Ever since the
2016 presidential elections in the USA, the role of social media in influencing
voter choices has become a hot topic across the globe. The recently released
Mueller Report clearly holds Russia responsible for manipulating US voters
through the extensive use of social media, like Facebook and Google, thereby
ensuring the victory of Donald Trump over Hillary Clinton, who was the
frontrunner in the race.
The fallout of the US elections has been that governments around the globe have brought social media apps under the scanner and have started demanding not only more information about their users, but have also been pressing for a change in some of their operating practices. WhatsApp, for example, has been forced to fact-check messages and remove malicious and fake material; individuals who mass-forward messages have been identified and banned; and administrators of groups have been warned to monitor content or face the music.
The sheer amount
of material available on social media is overwhelming and it will take an army
of monitors to check and remove the fake and objectionable material. Facebook,
for example, has a whole operation in the Philippines whose only job is to
constantly check social media sites and remove material which do not meet
ethical standards. By Facebook’s own
admission, these monitors eliminate less than 5% of such content; and a sad
outcome is that many of the monitors themselves get traumatised after viewing
the vile nature of the messages coursing the digital waves. It is becoming
harder for Facebook to find candidates fit for the job of an internet monitor.
In my opinion, however,
there is a silver lining in all the fake news floating around the internet. The
more such ‘news’ is found to be malicious and deceitful, the more people will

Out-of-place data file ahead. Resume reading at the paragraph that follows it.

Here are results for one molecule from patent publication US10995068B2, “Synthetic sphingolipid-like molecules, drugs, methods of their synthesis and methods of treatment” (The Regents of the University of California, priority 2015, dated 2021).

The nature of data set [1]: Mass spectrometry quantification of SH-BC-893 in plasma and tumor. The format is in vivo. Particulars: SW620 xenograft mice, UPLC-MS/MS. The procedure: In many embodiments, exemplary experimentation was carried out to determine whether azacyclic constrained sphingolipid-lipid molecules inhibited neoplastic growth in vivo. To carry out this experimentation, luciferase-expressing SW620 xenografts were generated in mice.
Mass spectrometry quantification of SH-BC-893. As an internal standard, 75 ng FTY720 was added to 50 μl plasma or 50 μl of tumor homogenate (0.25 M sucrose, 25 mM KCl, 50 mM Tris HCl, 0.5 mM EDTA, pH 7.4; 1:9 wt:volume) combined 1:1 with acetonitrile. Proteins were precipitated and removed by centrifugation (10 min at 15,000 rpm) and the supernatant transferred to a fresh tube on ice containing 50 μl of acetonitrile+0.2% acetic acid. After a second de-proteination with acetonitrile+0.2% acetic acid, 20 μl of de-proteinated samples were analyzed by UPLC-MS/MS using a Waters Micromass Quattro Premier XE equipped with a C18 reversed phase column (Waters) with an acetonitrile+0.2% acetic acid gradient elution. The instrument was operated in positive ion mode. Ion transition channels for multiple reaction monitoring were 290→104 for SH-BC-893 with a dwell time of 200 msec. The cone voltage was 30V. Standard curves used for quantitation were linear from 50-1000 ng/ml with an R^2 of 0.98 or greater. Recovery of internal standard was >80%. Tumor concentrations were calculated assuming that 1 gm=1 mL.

cease to rely on social media, and isn’t that for the good?
As voters in an election, it is far better to rely on one’s
own judgment than to allow others’ opinion to influence you.
Those of you who
have not cast your vote yet, think carefully about the candidates in the race,
research them well, and come to your own conclusion about the best local and
national leaders who can take your country forward in every aspect – economic,
social and ethical.
Once you get
away from all the rubbish floating on social media and start relying on reason
and intellect to cast your ballot, the choice will be crystal clear.
Good luck and
About the Author: Tarun Pasricha (Associate Professor & Deputy Director – Undergraduate Programs)
Dr Tarun Pasricha is a “Second Career Academic”. He has 25 years of corporate experience in major multinationals in India including ITC, Pepsi, Dr. Scholl’s & Boots Healthcare. In terms of industry expertise, his experience encompasses FMCG, Tobacco, Food & Beverages, Footwear, OTC & Rx Pharmaceuticals. His functional responsibilities progressed from Sales & Marketing to General Management in India; and to international Business Development in other parts of Asia, notably Thailand, Hong Kong & China. He was involved in several start-up operations in India and has hands-on experience in heading 2 joint ventures as Managing Director/Country Manager.
Since August 2017, Dr Pasricha has taken up a full-time faculty position in the Marketing & Strategy area with SP Jain School of Global Management; he is also Deputy Director of the BBA program at SP Jain’s Mumbai campus.